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When The Dealer Has Made A Defensive And Both The Second And Third Hands Offensive Declarations

In this situation, the Fourth Hand comes more nearly within the
category of a second round, or late bidder; that is, he is in the
position in which a player often finds himself when, after some bidding
in which he has not participated, he is in doubt whether he has
sufficient strength to advance his partner's declaration.

Under such circumstances, a player should always remember that his
partner has counted upon him for a certain percentage of high cards. If
he have not more than that percentage, it would be the part of extreme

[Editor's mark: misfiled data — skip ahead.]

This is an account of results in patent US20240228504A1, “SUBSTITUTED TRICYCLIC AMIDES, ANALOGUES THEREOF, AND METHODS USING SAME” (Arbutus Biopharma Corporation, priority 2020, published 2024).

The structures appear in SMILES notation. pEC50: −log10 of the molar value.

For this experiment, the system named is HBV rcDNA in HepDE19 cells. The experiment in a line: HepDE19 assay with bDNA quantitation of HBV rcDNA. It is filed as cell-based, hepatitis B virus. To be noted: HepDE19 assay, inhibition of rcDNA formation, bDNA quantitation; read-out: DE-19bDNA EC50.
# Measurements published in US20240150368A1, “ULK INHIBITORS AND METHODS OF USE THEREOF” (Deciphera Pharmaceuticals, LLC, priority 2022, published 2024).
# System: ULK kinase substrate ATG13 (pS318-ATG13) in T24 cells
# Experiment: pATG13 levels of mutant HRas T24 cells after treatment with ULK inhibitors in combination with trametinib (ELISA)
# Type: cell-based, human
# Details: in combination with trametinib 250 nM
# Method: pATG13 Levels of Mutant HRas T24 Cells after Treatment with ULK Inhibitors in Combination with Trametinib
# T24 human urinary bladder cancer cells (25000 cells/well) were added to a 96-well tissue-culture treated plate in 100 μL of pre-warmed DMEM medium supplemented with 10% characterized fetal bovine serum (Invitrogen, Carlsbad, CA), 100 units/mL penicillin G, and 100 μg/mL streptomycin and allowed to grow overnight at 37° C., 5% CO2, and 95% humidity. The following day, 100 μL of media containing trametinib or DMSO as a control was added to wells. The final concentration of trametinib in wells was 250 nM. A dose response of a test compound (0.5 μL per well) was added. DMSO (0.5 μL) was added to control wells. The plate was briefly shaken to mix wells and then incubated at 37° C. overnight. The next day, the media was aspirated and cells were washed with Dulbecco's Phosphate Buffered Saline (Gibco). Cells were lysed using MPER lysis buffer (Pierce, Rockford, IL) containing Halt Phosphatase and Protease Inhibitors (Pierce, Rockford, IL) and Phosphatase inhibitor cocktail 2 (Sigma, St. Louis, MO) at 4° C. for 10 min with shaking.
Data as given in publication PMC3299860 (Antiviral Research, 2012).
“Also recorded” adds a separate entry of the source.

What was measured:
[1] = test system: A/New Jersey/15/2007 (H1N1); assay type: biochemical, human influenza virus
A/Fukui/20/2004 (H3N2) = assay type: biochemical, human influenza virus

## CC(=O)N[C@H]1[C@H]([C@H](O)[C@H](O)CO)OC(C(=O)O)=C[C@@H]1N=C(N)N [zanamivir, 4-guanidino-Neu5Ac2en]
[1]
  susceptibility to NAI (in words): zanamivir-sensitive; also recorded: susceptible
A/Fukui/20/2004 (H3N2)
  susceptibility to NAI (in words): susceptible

folly for him to declare. When the partner has made a suit declaration,
and he has weakness in the suit, but some strength elsewhere, he should
be especially careful, and, before bidding, convince himself that his
side strength is more than his partner expected. Advancing a partner's
suit bid by reason of strength in other suits, while, when the strength
warrants it, unquestionably sound, is apt to deceive the partner, as
his first thought necessarily is that the bid indicates help in the
suit declared.

When the partner has declared No-trump, and the Third Hand has called
two in a suit, the Fourth Hand is in much the same position regarding
the advancement of his partner's No-trumper as the Third Hand when the
Dealer bids a No-trump, and the Second Hand, two of a suit. The only
difference is that in this case there is little probability of
high-card strength being developed on the left.

Next: When The Dealer And Second Hand Have Made Offensive Declarations And The Third Hand Passed

Previous: When The Only Offensive Declaration Has Been Made By The Third Hand

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